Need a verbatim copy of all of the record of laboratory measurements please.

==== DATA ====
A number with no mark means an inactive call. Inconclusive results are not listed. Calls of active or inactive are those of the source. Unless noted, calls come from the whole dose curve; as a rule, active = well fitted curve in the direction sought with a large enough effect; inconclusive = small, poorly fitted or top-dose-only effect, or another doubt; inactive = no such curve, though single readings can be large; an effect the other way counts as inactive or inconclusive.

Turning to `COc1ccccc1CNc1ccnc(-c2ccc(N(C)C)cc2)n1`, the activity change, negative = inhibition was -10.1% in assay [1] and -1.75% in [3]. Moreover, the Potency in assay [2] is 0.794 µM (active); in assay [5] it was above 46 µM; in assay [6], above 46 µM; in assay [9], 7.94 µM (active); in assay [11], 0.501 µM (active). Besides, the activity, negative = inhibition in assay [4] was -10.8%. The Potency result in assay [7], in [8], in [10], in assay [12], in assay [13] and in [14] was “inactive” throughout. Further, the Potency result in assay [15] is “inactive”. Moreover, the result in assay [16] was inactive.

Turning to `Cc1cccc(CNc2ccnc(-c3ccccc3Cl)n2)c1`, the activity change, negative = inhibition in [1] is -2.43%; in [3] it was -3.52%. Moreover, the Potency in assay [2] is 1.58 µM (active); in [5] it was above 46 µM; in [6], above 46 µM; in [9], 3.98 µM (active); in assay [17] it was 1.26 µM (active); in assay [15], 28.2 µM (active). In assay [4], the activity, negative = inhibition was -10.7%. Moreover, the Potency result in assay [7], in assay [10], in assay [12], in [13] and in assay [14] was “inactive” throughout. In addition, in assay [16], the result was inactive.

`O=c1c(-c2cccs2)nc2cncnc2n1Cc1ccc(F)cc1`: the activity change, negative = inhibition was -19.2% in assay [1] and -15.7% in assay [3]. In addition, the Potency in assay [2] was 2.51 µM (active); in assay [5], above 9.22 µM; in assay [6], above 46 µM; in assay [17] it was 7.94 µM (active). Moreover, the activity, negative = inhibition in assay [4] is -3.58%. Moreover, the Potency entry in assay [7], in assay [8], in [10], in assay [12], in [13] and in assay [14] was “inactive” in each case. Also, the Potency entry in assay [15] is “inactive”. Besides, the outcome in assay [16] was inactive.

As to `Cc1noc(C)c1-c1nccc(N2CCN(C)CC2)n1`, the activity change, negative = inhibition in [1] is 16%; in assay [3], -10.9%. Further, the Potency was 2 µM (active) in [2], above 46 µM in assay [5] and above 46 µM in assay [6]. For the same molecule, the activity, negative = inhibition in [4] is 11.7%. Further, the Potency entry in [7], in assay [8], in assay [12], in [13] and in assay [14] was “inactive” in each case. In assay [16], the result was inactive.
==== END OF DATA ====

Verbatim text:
A number with no mark means an inactive call. Inconclusive results are not listed. Calls of active or inactive are those of the source. Unless noted, calls come from the whole dose curve; as a rule, active = well fitted curve in the direction sought with a large enough effect; inconclusive = small, poorly fitted or top-dose-only effect, or another doubt; inactive = no such curve, though single readings can be large; an effect the other way counts as inactive or inconclusive.

Turning to `COc1ccccc1CNc1ccnc(-c2ccc(N(C)C)cc2)n1`, the activity change, negative = inhibition was -10.1% in assay [1] and -1.75% in [3]. Moreover, the Potency in assay [2] is 0.794 µM (active); in assay [5] it was above 46 µM; in assay [6], above 46 µM; in assay [9], 7.94 µM (active); in assay [11], 0.501 µM (active). Besides, the activity, negative = inhibition in assay [4] was -10.8%. The Potency result in assay [7], in [8], in [10], in assay [12], in assay [13] and in [14] was “inactive” throughout. Further, the Potency result in assay [15] is “inactive”. Moreover, the result in assay [16] was inactive.

Turning to `Cc1cccc(CNc2ccnc(-c3ccccc3Cl)n2)c1`, the activity change, negative = inhibition in [1] is -2.43%; in [3] it was -3.52%. Moreover, the Potency in assay [2] is 1.58 µM (active); in [5] it was above 46 µM; in [6], above 46 µM; in [9], 3.98 µM (active); in assay [17] it was 1.26 µM (active); in assay [15], 28.2 µM (active). In assay [4], the activity, negative = inhibition was -10.7%. Moreover, the Potency result in assay [7], in assay [10], in assay [12], in [13] and in assay [14] was “inactive” throughout. In addition, in assay [16], the result was inactive.

`O=c1c(-c2cccs2)nc2cncnc2n1Cc1ccc(F)cc1`: the activity change, negative = inhibition was -19.2% in assay [1] and -15.7% in assay [3]. In addition, the Potency in assay [2] was 2.51 µM (active); in assay [5], above 9.22 µM; in assay [6], above 46 µM; in assay [17] it was 7.94 µM (active). Moreover, the activity, negative = inhibition in assay [4] is -3.58%. Moreover, the Potency entry in assay [7], in assay [8], in [10], in assay [12], in [13] and in assay [14] was “inactive” in each case. Also, the Potency entry in assay [15] is “inactive”. Besides, the outcome in assay [16] was inactive.

As to `Cc1noc(C)c1-c1nccc(N2CCN(C)CC2)n1`, the activity change, negative = inhibition in [1] is 16%; in assay [3], -10.9%. Further, the Potency was 2 µM (active) in [2], above 46 µM in assay [5] and above 46 µM in assay [6]. For the same molecule, the activity, negative = inhibition in [4] is 11.7%. Further, the Potency entry in [7], in assay [8], in assay [12], in [13] and in assay [14] was “inactive” in each case. In assay [16], the result was inactive.